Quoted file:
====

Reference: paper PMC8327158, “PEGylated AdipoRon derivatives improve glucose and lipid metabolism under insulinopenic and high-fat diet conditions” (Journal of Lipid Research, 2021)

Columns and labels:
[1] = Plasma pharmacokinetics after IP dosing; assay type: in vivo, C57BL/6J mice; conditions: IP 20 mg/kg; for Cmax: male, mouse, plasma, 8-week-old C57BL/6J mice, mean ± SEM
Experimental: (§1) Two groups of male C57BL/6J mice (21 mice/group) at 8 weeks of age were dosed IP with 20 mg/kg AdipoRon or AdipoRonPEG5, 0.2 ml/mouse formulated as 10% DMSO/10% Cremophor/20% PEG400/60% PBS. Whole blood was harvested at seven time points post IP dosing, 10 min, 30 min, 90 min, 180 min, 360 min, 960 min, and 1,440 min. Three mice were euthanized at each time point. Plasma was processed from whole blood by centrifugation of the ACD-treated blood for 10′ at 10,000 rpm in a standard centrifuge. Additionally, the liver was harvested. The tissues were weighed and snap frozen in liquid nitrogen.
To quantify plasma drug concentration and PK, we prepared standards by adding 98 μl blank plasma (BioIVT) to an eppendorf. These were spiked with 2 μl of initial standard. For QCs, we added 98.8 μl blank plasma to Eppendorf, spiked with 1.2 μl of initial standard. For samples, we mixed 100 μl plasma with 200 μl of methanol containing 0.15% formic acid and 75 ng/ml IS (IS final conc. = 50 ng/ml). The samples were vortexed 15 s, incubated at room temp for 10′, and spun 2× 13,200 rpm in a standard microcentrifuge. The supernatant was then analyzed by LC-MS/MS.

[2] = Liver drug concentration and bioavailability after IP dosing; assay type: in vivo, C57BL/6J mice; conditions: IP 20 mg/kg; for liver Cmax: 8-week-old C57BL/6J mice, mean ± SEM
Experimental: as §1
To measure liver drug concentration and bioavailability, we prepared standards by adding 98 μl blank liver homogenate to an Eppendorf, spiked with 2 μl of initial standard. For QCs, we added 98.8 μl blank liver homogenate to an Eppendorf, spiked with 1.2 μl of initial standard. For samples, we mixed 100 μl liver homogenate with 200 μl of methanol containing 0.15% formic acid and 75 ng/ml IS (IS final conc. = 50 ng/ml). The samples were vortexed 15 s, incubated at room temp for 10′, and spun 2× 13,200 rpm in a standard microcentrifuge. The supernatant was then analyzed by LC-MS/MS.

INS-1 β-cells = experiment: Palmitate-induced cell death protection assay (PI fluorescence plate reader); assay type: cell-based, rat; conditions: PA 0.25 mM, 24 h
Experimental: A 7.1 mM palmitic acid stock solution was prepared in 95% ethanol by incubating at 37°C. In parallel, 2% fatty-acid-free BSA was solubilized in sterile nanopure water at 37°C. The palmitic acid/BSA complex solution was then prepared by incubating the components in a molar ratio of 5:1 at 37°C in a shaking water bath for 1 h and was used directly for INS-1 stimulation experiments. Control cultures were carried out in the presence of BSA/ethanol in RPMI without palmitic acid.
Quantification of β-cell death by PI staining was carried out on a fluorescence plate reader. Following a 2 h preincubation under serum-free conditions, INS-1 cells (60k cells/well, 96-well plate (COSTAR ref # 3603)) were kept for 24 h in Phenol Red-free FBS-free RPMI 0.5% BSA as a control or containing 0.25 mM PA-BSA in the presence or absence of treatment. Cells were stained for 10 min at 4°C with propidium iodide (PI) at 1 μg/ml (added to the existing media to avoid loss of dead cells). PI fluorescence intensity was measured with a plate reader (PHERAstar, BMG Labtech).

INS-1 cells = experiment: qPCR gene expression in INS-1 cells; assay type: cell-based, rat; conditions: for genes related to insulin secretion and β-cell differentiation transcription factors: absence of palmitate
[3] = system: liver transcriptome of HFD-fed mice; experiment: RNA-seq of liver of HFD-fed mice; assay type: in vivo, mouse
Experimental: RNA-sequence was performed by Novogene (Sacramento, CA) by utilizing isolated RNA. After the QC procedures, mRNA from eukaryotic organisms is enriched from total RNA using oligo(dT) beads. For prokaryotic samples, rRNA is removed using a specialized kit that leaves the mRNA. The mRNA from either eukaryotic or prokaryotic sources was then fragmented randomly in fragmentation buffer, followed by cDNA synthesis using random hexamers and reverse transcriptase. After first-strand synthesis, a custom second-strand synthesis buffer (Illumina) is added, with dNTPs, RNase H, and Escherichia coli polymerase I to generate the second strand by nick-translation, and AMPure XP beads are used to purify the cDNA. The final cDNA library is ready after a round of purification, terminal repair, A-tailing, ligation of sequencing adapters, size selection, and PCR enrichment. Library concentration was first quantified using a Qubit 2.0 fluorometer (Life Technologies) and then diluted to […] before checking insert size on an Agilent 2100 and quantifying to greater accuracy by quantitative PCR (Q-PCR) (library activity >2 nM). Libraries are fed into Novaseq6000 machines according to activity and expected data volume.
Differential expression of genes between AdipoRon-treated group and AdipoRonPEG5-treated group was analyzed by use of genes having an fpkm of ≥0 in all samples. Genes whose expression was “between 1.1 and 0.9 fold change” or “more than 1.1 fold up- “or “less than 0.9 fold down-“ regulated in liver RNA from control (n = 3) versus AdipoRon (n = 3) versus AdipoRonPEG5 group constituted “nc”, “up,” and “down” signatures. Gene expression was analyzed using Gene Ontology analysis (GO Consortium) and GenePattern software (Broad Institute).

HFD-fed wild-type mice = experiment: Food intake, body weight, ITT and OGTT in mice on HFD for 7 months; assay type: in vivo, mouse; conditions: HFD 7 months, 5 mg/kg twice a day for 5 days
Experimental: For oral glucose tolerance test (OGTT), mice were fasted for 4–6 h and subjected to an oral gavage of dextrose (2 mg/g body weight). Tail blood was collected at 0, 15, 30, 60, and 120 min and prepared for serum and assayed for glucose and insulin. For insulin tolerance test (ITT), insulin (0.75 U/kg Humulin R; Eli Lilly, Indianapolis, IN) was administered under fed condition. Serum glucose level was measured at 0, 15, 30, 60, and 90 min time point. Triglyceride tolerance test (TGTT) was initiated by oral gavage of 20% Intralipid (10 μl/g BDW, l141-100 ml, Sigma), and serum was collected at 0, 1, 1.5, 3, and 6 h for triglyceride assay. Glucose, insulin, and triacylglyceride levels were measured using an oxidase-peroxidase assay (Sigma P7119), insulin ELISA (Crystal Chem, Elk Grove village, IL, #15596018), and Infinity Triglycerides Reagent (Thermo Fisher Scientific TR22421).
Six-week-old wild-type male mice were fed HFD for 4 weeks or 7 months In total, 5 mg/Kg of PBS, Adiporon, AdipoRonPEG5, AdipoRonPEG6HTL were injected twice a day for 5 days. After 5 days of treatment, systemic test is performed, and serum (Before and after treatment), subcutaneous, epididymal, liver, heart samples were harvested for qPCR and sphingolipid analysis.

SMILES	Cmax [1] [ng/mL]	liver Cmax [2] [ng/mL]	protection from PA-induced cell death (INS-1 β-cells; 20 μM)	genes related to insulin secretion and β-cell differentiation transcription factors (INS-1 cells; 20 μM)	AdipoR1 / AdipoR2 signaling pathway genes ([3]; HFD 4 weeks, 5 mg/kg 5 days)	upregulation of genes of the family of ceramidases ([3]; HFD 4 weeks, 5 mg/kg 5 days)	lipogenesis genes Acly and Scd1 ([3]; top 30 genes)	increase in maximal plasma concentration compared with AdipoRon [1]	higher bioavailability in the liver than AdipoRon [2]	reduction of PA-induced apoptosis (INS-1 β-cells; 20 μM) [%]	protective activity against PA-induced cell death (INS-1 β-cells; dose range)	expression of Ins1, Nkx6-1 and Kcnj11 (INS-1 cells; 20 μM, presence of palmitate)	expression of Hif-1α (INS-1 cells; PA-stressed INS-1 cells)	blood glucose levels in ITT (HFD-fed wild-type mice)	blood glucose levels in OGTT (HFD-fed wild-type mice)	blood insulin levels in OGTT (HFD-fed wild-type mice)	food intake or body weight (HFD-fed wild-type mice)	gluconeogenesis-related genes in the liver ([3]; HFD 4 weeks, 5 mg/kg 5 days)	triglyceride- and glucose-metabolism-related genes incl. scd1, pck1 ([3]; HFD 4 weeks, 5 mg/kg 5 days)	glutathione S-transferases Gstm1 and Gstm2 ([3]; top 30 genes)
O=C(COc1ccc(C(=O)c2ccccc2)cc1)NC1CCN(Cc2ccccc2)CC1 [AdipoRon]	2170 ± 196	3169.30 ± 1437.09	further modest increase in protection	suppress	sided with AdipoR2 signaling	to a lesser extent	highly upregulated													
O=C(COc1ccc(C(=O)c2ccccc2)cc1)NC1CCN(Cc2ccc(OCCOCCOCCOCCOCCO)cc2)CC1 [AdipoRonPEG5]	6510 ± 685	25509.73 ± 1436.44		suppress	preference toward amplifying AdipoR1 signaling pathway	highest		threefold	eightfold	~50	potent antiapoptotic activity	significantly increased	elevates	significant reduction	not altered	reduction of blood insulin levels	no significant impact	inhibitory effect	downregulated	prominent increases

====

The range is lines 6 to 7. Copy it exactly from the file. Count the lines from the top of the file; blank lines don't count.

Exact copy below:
[2] = Liver drug concentration and bioavailability after IP dosing; assay type: in vivo, C57BL/6J mice; conditions: IP 20 mg/kg; for liver Cmax: 8-week-old C57BL/6J mice, mean ± SEM
Experimental: as §1